Clovers have creeping stems or stolons that develop closer to the soil surface and root sprouts at their junctions, called nodes. Hairless leaves grow alternately with long stalks and three leaflets. However, each leaflet is either heart-shaped, egg-shaped, or oval.
The upper surface displays v-shaped, paler green margins and has notched or rounded tips. Clovers have small pale pink or white flowers shaped like peas. However, five-petaled flowers bloom primarily in spring and early summer in dense rounded clusters at the long stalks.
You will find five reddish or green sepals attached to a small tube. On the other hand, each fruit bears three to four seeds.
Clovers choke out their surrounding plants and grasses, robbing water and nutrients. If left uncontrolled, they will expand all over your lawn. Moreover, their appearance also indicates the soil doesn’t have sufficient nitrogen. In that case, you can apply fertilizer rich in nitrogen.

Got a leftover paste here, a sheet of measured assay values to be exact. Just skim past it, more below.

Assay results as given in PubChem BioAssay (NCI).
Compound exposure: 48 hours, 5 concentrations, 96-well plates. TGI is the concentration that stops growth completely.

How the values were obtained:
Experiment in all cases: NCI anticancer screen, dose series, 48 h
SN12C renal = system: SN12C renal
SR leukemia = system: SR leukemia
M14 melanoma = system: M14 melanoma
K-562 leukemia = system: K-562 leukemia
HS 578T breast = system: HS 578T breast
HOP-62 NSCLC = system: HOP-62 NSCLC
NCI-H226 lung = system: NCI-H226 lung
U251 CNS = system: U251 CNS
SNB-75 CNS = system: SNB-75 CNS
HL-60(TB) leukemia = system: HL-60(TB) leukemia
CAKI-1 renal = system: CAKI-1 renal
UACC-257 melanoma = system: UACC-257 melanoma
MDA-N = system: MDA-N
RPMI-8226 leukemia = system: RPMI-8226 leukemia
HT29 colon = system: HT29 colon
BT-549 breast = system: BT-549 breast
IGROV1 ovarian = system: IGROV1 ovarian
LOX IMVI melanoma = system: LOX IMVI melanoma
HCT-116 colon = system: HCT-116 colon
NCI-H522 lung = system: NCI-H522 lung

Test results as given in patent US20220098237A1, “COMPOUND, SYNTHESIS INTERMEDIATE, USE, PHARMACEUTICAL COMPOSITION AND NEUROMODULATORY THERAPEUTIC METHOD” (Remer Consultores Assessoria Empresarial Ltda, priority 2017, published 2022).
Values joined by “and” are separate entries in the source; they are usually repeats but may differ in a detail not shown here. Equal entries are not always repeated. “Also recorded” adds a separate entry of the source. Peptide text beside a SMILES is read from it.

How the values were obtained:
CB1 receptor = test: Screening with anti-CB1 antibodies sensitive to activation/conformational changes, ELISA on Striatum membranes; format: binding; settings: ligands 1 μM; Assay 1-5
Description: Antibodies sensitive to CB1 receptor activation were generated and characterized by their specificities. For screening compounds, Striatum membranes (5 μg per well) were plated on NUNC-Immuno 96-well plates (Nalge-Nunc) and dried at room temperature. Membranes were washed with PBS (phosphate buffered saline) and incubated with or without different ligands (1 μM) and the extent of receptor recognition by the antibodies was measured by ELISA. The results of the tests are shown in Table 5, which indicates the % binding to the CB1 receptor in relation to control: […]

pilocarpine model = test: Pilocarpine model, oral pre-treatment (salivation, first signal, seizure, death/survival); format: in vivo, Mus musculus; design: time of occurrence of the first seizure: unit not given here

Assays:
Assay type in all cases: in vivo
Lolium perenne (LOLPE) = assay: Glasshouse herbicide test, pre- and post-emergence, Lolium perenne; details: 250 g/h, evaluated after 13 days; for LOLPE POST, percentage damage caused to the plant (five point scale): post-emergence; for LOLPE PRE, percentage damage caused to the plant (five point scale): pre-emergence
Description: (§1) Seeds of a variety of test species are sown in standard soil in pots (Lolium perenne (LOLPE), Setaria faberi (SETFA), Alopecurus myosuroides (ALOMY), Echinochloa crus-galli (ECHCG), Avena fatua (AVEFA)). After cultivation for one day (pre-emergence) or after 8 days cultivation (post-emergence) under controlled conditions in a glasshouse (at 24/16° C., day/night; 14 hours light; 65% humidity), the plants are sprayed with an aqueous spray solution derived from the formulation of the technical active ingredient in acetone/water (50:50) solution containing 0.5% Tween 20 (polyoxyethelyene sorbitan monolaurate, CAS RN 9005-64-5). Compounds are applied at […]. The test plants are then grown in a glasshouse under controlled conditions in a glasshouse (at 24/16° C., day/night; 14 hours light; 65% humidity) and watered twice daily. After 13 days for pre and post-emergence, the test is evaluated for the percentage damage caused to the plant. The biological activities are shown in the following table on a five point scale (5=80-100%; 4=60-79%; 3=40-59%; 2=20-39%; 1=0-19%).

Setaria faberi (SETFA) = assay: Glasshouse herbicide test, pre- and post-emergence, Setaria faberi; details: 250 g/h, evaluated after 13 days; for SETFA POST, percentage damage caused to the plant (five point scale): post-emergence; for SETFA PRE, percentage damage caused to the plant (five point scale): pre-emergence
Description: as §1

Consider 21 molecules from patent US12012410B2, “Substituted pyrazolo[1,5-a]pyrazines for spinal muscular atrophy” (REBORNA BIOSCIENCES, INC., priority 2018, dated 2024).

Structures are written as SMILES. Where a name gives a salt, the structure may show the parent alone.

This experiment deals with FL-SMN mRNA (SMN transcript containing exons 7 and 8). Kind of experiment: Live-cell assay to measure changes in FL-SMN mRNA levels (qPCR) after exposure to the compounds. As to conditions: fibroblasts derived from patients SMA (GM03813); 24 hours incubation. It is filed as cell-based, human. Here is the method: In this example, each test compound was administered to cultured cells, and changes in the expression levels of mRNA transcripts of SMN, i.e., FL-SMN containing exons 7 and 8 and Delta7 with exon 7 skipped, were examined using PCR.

4. Annual Meadowgrass
|Annual blue grass, Annual meadow grass, Wintergrass, and Speargrass.
Indiana gardeners’ next common lawn nemesis is the annual meadowgrass that sprouts and grows throughout the late summer and fall. Flowers start blooming the following spring.
Annual meadowgrass is a yearly cool-season weed that grows close to the ground. As a result, they look entirely different from the persisting grass in yards, hampering their aesthetic.
Reproduction is by seeds that can sprout throughout the year. However, they can be identified by their white seedheads germinating during the spring and early summer. Moreover, you will find them leaving ugly brown patches after dying in the summer.
Annual bluegrass can thrive at low mowing heights on gold fields. And they can tolerate scorched to very wet climates and the hottest to the coldest environments.